Flyer courtesy of Son Cosita Seria’s facebook

Son Cosita Seria at Fandango Familiar Día de los Muertos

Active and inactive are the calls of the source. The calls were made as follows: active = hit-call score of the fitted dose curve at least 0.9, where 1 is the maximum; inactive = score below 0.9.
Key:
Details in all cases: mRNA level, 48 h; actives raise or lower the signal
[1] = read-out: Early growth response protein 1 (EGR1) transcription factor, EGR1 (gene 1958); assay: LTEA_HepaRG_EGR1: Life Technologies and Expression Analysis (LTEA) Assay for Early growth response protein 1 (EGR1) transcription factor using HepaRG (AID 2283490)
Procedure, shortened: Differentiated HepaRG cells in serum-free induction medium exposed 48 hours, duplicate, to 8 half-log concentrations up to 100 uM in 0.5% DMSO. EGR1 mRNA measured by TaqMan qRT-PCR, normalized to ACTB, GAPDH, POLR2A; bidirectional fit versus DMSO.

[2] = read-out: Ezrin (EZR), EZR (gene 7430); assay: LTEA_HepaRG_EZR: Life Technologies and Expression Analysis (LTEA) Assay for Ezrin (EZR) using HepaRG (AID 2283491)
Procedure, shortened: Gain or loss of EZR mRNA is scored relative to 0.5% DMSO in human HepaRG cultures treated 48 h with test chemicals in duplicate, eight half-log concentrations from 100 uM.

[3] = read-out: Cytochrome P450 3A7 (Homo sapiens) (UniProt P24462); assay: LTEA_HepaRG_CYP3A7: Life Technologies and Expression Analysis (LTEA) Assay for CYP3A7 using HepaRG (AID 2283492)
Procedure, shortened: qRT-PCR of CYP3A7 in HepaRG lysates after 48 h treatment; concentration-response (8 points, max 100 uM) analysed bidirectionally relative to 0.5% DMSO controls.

The collective resistance of one particular Afro Indigenous Mexican musical genre is a welcome new addition to D.C.-based artist Quique Avilés’ annual Día de los Muertos celebration. From its Spanish, Indigenous, and West African origins in Veracruz, Mexico, roughly 200 years ago, to its resurgence among Chicanos in California in the 1990s, and its revival in D.C. more than a decade ago, the genre known as son jarocho breathes social justice just as much as it does Afro Indigenous influence. Son Cosita Seria, one of the groups that first introduced this music and culture to a greater audience in the District, see their Day of the Dead event as a way to remember those who have died due to COVID and displacement, particularly people of color and Indigenous folks disproportionately impacted by the pandemic. “We are going to honor all of our loved ones and leaders who have embarked on a journey to the spiritual world because of injustice, capitalism, and racism during this pandemic,” Son Cosita Seria writes. The band invites folks from all communities to borrow available instruments and participate in the percussion-heavy music-making, to bring food offerings to the Día de los Muertos altar, and, most of all, to bring a deep respect. “When people come, especially White people, when they see this sort of manifestation, we hope that what they see is Afro Indigenous manifestation,” says Gustavo Vargas, who has sung and played the traditional son jarocho instruments harana and leona since joining the band in 2016. “[We hope] that what they see is actually a form of cultural resistance—and not just entertainment.” The Día de Los Muertos celebration takes place Oct. 30 at Lamont Plaza, ​​3258 Mt Pleasant St. NW. Check for updates at facebook.com/SonCositaSeria. Free.